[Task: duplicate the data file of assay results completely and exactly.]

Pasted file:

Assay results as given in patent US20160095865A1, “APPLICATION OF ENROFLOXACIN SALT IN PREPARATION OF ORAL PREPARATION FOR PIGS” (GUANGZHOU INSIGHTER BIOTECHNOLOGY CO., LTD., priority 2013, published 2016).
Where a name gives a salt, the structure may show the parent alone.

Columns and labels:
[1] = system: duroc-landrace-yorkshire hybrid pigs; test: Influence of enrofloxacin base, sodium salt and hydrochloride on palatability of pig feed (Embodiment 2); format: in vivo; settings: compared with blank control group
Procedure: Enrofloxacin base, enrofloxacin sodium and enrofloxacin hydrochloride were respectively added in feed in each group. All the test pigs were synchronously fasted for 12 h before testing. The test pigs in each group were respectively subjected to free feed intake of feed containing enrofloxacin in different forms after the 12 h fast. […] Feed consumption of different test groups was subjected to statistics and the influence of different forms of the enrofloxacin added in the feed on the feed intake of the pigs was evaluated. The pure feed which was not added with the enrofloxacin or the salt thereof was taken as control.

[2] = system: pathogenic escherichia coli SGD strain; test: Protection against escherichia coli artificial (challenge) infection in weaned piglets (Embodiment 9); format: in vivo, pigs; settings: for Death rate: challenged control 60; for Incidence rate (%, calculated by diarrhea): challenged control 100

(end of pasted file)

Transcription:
Assay results as given in patent US20160095865A1, “APPLICATION OF ENROFLOXACIN SALT IN PREPARATION OF ORAL PREPARATION FOR PIGS” (GUANGZHOU INSIGHTER BIOTECHNOLOGY CO., LTD., priority 2013, published 2016).
Where a name gives a salt, the structure may show the parent alone.

Columns and labels:
[1] = system: duroc-landrace-yorkshire hybrid pigs; test: Influence of enrofloxacin base, sodium salt and hydrochloride on palatability of pig feed (Embodiment 2); format: in vivo; settings: compared with blank control group
Procedure: Enrofloxacin base, enrofloxacin sodium and enrofloxacin hydrochloride were respectively added in feed in each group. All the test pigs were synchronously fasted for 12 h before testing. The test pigs in each group were respectively subjected to free feed intake of feed containing enrofloxacin in different forms after the 12 h fast. […] Feed consumption of different test groups was subjected to statistics and the influence of different forms of the enrofloxacin added in the feed on the feed intake of the pigs was evaluated. The pure feed which was not added with the enrofloxacin or the salt thereof was taken as control.

[2] = system: pathogenic escherichia coli SGD strain; test: Protection against escherichia coli artificial (challenge) infection in weaned piglets (Embodiment 9); format: in vivo, pigs; settings: for Death rate: challenged control 60; for Incidence rate (%, calculated by diarrhea): challenged control 100